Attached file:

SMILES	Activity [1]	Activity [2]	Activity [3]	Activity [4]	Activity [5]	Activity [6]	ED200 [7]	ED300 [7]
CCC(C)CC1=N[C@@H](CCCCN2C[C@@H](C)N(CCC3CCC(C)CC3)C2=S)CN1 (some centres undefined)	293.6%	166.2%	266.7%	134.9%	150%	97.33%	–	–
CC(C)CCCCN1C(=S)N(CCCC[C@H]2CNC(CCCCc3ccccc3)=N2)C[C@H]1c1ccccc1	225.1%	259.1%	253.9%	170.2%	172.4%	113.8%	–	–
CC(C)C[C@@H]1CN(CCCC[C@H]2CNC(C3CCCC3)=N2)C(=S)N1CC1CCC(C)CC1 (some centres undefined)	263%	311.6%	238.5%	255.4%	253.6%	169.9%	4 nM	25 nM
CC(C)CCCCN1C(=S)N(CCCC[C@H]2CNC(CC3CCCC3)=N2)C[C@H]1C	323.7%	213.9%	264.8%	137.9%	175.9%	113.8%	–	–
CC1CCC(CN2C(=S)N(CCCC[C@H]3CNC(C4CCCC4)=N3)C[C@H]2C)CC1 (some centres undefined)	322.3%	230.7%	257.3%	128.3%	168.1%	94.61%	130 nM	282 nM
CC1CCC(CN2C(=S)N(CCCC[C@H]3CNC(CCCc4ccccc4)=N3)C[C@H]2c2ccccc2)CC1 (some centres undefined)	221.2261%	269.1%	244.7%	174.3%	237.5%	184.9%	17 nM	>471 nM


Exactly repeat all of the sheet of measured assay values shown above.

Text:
SMILES	Activity [1]	Activity [2]	Activity [3]	Activity [4]	Activity [5]	Activity [6]	ED200 [7]	ED300 [7]
CCC(C)CC1=N[C@@H](CCCCN2C[C@@H](C)N(CCC3CCC(C)CC3)C2=S)CN1 (some centres undefined)	293.6%	166.2%	266.7%	134.9%	150%	97.33%	–	–
CC(C)CCCCN1C(=S)N(CCCC[C@H]2CNC(CCCCc3ccccc3)=N2)C[C@H]1c1ccccc1	225.1%	259.1%	253.9%	170.2%	172.4%	113.8%	–	–
CC(C)C[C@@H]1CN(CCCC[C@H]2CNC(C3CCCC3)=N2)C(=S)N1CC1CCC(C)CC1 (some centres undefined)	263%	311.6%	238.5%	255.4%	253.6%	169.9%	4 nM	25 nM
CC(C)CCCCN1C(=S)N(CCCC[C@H]2CNC(CC3CCCC3)=N2)C[C@H]1C	323.7%	213.9%	264.8%	137.9%	175.9%	113.8%	–	–
CC1CCC(CN2C(=S)N(CCCC[C@H]3CNC(C4CCCC4)=N3)C[C@H]2C)CC1 (some centres undefined)	322.3%	230.7%	257.3%	128.3%	168.1%	94.61%	130 nM	282 nM
CC1CCC(CN2C(=S)N(CCCC[C@H]3CNC(CCCc4ccccc4)=N3)C[C@H]2c2ccccc2)CC1 (some centres undefined)	221.2261%	269.1%	244.7%	174.3%	237.5%	184.9%	17 nM	>471 nM